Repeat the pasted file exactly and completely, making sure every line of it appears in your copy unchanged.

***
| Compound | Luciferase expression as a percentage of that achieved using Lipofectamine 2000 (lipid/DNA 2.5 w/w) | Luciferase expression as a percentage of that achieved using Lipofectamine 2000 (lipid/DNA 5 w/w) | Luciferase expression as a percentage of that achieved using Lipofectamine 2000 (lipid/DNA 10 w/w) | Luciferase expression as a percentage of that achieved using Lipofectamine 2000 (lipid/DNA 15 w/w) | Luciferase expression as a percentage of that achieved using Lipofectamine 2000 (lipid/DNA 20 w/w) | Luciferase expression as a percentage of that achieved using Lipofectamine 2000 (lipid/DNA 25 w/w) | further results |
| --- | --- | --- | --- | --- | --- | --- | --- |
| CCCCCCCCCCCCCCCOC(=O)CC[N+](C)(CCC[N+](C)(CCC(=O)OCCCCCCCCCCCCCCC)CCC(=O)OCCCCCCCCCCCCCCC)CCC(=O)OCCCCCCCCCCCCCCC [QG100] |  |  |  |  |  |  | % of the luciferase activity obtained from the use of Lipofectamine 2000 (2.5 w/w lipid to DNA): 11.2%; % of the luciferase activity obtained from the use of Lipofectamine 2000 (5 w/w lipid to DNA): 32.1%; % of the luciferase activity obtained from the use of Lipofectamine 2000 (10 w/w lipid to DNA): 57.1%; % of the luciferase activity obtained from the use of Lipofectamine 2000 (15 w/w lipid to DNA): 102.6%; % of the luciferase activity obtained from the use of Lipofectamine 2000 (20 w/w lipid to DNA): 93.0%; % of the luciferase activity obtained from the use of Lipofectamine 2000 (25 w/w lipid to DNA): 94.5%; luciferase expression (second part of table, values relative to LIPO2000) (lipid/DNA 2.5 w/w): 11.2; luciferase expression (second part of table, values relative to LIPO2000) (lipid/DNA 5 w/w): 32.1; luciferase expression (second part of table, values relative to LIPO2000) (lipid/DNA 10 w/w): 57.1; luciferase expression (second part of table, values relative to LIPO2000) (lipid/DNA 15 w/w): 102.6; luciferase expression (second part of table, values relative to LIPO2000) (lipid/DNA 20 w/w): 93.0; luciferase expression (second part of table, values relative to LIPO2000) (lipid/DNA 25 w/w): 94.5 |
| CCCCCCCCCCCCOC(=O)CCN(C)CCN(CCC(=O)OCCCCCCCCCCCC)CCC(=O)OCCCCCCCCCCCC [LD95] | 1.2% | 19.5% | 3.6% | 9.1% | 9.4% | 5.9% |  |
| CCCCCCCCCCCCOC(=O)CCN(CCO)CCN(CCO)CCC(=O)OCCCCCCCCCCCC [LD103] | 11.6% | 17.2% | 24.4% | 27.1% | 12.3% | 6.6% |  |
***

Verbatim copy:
| Compound | Luciferase expression as a percentage of that achieved using Lipofectamine 2000 (lipid/DNA 2.5 w/w) | Luciferase expression as a percentage of that achieved using Lipofectamine 2000 (lipid/DNA 5 w/w) | Luciferase expression as a percentage of that achieved using Lipofectamine 2000 (lipid/DNA 10 w/w) | Luciferase expression as a percentage of that achieved using Lipofectamine 2000 (lipid/DNA 15 w/w) | Luciferase expression as a percentage of that achieved using Lipofectamine 2000 (lipid/DNA 20 w/w) | Luciferase expression as a percentage of that achieved using Lipofectamine 2000 (lipid/DNA 25 w/w) | further results |
| --- | --- | --- | --- | --- | --- | --- | --- |
| CCCCCCCCCCCCCCCOC(=O)CC[N+](C)(CCC[N+](C)(CCC(=O)OCCCCCCCCCCCCCCC)CCC(=O)OCCCCCCCCCCCCCCC)CCC(=O)OCCCCCCCCCCCCCCC [QG100] |  |  |  |  |  |  | % of the luciferase activity obtained from the use of Lipofectamine 2000 (2.5 w/w lipid to DNA): 11.2%; % of the luciferase activity obtained from the use of Lipofectamine 2000 (5 w/w lipid to DNA): 32.1%; % of the luciferase activity obtained from the use of Lipofectamine 2000 (10 w/w lipid to DNA): 57.1%; % of the luciferase activity obtained from the use of Lipofectamine 2000 (15 w/w lipid to DNA): 102.6%; % of the luciferase activity obtained from the use of Lipofectamine 2000 (20 w/w lipid to DNA): 93.0%; % of the luciferase activity obtained from the use of Lipofectamine 2000 (25 w/w lipid to DNA): 94.5%; luciferase expression (second part of table, values relative to LIPO2000) (lipid/DNA 2.5 w/w): 11.2; luciferase expression (second part of table, values relative to LIPO2000) (lipid/DNA 5 w/w): 32.1; luciferase expression (second part of table, values relative to LIPO2000) (lipid/DNA 10 w/w): 57.1; luciferase expression (second part of table, values relative to LIPO2000) (lipid/DNA 15 w/w): 102.6; luciferase expression (second part of table, values relative to LIPO2000) (lipid/DNA 20 w/w): 93.0; luciferase expression (second part of table, values relative to LIPO2000) (lipid/DNA 25 w/w): 94.5 |
| CCCCCCCCCCCCOC(=O)CCN(C)CCN(CCC(=O)OCCCCCCCCCCCC)CCC(=O)OCCCCCCCCCCCC [LD95] | 1.2% | 19.5% | 3.6% | 9.1% | 9.4% | 5.9% |  |
| CCCCCCCCCCCCOC(=O)CCN(CCO)CCN(CCO)CCC(=O)OCCCCCCCCCCCC [LD103] | 11.6% | 17.2% | 24.4% | 27.1% | 12.3% | 6.6% |  |